In Case of Fire
I recently found myself discussing architecture with my brother-in-law, a firefighter. To be precise, we talked about the experience of walking into a burning house, and about recent developments in home construction. Ever the optimist, I expected enthusiasm about improvements in building code. Instead, I found ambivalence about advances in construction technology.
Like others at his firehouse, Mike has a keenly felt mistrust for interiors with floors supported on engineered lumber. He has a particular aversion, that is, to houses built in the last several years.
What is there to dislike? Compared to dimensional lumber, engineered joists are lightweight and easy to handle; they promise longer spans, more open plans, brighter spaces; they allow a more open structural system, which makes it easier to route mechanical and electrical systems. They are cheaper. Materially efficient. Less squeaky. They sustain the architectural-industrial complex, not least the glue industry. Their acronyms enrich our vocabulary: LSL, LVL, MSR, OSB, OSL, PKI, PSL, SCL, TJI, TSL, their names stamped onto their surfaces so as to facilitate brand recognition.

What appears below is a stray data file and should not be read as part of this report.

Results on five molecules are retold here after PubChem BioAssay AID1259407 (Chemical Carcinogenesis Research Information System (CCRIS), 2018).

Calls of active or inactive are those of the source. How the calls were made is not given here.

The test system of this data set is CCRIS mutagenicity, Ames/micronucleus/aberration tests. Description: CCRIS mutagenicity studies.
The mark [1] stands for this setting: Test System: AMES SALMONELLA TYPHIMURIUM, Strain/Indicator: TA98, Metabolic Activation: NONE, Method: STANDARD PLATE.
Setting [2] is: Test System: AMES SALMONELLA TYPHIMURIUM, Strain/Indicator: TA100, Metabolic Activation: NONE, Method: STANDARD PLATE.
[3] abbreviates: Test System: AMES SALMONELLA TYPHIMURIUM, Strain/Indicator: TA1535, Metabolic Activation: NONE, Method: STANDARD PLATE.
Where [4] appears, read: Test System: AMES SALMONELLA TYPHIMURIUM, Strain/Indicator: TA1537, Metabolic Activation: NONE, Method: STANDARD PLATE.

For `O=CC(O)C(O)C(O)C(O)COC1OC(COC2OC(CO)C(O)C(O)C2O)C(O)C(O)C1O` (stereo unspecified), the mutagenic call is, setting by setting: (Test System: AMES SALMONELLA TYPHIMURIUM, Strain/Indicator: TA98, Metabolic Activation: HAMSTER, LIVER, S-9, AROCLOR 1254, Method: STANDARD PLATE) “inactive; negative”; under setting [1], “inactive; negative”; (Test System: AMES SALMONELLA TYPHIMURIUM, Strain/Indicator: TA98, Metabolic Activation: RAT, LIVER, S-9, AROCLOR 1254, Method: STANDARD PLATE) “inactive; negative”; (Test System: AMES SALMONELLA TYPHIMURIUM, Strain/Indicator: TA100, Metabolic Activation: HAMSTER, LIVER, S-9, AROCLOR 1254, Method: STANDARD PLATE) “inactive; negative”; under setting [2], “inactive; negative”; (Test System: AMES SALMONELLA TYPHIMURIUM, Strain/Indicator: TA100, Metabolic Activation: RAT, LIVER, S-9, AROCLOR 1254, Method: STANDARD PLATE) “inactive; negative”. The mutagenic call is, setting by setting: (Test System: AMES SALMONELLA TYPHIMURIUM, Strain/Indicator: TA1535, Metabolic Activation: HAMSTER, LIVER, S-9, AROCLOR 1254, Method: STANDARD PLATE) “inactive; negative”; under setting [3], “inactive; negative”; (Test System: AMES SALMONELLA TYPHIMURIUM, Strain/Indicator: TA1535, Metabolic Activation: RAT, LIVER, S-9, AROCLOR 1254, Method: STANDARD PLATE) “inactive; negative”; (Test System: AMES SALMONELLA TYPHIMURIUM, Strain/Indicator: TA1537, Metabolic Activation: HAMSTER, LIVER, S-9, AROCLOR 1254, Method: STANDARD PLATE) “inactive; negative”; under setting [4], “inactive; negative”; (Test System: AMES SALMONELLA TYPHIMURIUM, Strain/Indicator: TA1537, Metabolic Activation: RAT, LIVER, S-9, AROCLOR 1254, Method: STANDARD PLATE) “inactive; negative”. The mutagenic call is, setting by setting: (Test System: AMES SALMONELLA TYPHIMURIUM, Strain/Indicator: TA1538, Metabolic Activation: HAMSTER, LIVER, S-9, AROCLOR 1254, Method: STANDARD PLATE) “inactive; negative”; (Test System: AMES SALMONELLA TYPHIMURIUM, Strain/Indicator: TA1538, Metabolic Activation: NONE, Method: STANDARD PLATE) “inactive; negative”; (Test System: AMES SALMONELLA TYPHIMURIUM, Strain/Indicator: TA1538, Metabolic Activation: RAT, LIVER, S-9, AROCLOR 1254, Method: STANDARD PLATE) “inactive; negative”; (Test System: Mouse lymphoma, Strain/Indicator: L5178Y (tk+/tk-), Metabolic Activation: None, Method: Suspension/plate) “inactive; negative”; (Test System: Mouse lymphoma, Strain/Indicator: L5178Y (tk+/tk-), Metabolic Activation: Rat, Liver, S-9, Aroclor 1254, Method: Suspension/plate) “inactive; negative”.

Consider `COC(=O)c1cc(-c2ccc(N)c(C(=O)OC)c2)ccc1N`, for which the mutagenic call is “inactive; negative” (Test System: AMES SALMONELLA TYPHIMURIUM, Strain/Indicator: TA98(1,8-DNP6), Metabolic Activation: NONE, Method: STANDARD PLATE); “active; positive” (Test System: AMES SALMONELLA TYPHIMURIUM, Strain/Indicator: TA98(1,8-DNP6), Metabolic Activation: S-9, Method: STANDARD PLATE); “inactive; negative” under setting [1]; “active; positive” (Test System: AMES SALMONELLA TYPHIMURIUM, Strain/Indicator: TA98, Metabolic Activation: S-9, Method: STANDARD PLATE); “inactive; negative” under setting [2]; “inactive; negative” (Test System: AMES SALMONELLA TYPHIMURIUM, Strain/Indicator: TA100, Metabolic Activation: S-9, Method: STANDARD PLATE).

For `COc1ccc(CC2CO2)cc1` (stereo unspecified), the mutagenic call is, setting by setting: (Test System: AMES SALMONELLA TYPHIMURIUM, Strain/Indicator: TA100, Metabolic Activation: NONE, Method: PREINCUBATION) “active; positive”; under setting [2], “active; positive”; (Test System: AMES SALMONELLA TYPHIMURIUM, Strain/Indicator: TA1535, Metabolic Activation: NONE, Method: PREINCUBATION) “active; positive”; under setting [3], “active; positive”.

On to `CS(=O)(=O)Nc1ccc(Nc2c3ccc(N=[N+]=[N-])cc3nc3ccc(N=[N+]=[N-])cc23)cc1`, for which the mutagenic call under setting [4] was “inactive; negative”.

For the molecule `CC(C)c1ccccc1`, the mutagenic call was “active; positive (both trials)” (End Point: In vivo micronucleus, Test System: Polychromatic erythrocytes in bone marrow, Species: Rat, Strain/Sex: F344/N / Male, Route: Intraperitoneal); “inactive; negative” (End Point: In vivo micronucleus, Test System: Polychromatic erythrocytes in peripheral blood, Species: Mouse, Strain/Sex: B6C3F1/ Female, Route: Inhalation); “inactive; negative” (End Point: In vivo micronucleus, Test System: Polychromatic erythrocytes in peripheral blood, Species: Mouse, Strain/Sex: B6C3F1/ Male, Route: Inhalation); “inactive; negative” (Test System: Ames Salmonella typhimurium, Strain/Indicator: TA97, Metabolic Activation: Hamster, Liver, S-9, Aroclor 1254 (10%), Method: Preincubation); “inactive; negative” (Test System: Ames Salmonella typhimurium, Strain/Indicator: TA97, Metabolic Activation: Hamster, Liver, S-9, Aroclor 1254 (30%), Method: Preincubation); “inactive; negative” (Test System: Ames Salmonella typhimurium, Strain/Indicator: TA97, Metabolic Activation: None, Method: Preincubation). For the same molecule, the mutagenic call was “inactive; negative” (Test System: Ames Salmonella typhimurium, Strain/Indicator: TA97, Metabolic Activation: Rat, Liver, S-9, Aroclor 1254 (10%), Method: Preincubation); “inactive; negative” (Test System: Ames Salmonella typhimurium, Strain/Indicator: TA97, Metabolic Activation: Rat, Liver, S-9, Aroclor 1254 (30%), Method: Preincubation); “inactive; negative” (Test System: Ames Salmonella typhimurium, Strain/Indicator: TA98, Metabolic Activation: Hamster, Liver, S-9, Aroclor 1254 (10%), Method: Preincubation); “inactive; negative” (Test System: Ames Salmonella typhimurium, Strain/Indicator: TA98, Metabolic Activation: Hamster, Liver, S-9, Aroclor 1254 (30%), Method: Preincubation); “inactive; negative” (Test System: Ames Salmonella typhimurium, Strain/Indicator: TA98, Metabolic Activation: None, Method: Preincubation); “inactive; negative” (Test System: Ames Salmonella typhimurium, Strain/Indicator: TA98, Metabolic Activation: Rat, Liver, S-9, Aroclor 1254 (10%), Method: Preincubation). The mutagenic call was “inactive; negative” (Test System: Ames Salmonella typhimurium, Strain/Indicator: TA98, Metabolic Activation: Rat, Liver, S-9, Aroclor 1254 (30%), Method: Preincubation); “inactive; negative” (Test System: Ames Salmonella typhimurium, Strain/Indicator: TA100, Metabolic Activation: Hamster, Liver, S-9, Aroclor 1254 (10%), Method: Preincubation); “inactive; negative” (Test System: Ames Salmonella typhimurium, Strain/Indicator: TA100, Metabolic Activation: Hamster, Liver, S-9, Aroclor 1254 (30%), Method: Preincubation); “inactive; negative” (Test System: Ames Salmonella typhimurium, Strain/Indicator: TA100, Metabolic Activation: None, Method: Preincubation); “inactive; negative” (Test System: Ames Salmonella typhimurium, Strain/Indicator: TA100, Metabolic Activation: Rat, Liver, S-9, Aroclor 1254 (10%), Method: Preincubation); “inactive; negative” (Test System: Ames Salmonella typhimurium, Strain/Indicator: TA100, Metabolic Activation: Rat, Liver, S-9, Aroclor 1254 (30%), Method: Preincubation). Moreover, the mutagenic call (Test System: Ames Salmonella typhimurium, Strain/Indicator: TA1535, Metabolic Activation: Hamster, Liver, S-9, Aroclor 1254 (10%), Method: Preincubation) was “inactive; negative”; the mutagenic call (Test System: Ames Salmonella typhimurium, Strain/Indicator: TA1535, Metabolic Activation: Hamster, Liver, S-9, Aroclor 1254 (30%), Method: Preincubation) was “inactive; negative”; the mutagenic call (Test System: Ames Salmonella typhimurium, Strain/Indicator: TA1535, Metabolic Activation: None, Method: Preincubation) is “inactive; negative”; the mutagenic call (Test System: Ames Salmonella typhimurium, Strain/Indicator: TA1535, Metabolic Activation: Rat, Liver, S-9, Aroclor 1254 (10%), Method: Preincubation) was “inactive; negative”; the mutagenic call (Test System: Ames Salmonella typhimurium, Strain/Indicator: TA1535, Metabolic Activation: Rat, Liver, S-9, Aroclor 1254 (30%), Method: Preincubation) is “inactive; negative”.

But as the UK’s National Fire Chiefs Council puts it, such products are “prone to rapid failure once fire protection is breached.” If, when responding to an alarm, you step onto a floor resting on joists that have been weakened by fire, you are done for. Worse still, such supports are typically hidden behind other materials “and therefore not readily visible for identification.” This makes it hard to read the room.
So instead, before walking into a burning house, firefighters are trained to assess the situation based on the presumed year of construction. In this regard, at least, they have antiquarian tendencies.
Kyle Dugdale is an (English) architect, historian, and critic.